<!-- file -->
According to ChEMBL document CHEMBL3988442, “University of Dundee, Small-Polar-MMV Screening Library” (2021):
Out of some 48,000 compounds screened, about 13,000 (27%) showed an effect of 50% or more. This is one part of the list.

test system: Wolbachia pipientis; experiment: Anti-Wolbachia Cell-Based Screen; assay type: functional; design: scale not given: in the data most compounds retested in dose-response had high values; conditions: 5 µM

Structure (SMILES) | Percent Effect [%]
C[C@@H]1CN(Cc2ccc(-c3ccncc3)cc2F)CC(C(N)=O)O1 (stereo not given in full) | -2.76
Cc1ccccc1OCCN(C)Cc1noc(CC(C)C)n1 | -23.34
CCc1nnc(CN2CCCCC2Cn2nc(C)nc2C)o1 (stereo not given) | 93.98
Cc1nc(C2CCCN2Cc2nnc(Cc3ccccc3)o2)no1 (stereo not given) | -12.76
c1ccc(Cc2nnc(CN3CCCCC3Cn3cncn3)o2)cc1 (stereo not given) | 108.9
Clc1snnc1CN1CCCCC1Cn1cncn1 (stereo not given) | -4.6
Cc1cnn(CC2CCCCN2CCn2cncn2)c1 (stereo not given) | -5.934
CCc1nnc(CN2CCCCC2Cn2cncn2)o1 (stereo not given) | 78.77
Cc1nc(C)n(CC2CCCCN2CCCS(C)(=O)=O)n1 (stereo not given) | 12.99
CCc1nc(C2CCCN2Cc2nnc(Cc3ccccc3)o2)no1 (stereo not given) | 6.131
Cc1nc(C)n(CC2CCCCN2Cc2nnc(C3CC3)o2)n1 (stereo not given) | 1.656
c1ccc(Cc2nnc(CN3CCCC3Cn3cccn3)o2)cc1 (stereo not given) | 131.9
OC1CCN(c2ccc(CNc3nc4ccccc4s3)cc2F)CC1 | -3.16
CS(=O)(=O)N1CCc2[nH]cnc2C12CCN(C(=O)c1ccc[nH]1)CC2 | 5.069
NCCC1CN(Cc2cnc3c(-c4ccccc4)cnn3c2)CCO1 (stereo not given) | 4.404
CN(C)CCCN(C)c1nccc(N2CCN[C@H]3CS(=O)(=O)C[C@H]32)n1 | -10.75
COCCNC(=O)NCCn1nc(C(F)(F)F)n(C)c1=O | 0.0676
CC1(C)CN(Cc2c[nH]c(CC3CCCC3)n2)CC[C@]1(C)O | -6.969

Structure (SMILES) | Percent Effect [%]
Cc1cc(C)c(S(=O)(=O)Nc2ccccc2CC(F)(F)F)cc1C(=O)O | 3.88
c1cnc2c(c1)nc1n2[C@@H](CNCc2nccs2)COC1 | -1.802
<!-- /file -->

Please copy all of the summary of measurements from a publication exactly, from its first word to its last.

According to ChEMBL document CHEMBL3988442, “University of Dundee, Small-Polar-MMV Screening Library” (2021):
Out of some 48,000 compounds screened, about 13,000 (27%) showed an effect of 50% or more. This is one part of the list.

test system: Wolbachia pipientis; experiment: Anti-Wolbachia Cell-Based Screen; assay type: functional; design: scale not given: in the data most compounds retested in dose-response had high values; conditions: 5 µM

Structure (SMILES) | Percent Effect [%]
C[C@@H]1CN(Cc2ccc(-c3ccncc3)cc2F)CC(C(N)=O)O1 (stereo not given in full) | -2.76
Cc1ccccc1OCCN(C)Cc1noc(CC(C)C)n1 | -23.34
CCc1nnc(CN2CCCCC2Cn2nc(C)nc2C)o1 (stereo not given) | 93.98
Cc1nc(C2CCCN2Cc2nnc(Cc3ccccc3)o2)no1 (stereo not given) | -12.76
c1ccc(Cc2nnc(CN3CCCCC3Cn3cncn3)o2)cc1 (stereo not given) | 108.9
Clc1snnc1CN1CCCCC1Cn1cncn1 (stereo not given) | -4.6
Cc1cnn(CC2CCCCN2CCn2cncn2)c1 (stereo not given) | -5.934
CCc1nnc(CN2CCCCC2Cn2cncn2)o1 (stereo not given) | 78.77
Cc1nc(C)n(CC2CCCCN2CCCS(C)(=O)=O)n1 (stereo not given) | 12.99
CCc1nc(C2CCCN2Cc2nnc(Cc3ccccc3)o2)no1 (stereo not given) | 6.131
Cc1nc(C)n(CC2CCCCN2Cc2nnc(C3CC3)o2)n1 (stereo not given) | 1.656
c1ccc(Cc2nnc(CN3CCCC3Cn3cccn3)o2)cc1 (stereo not given) | 131.9
OC1CCN(c2ccc(CNc3nc4ccccc4s3)cc2F)CC1 | -3.16
CS(=O)(=O)N1CCc2[nH]cnc2C12CCN(C(=O)c1ccc[nH]1)CC2 | 5.069
NCCC1CN(Cc2cnc3c(-c4ccccc4)cnn3c2)CCO1 (stereo not given) | 4.404
CN(C)CCCN(C)c1nccc(N2CCN[C@H]3CS(=O)(=O)C[C@H]32)n1 | -10.75
COCCNC(=O)NCCn1nc(C(F)(F)F)n(C)c1=O | 0.0676
CC1(C)CN(Cc2c[nH]c(CC3CCCC3)n2)CC[C@]1(C)O | -6.969

Structure (SMILES) | Percent Effect [%]
Cc1cc(C)c(S(=O)(=O)Nc2ccccc2CC(F)(F)F)cc1C(=O)O | 3.88
c1cnc2c(c1)nc1n2[C@@H](CNCc2nccs2)COC1 | -1.802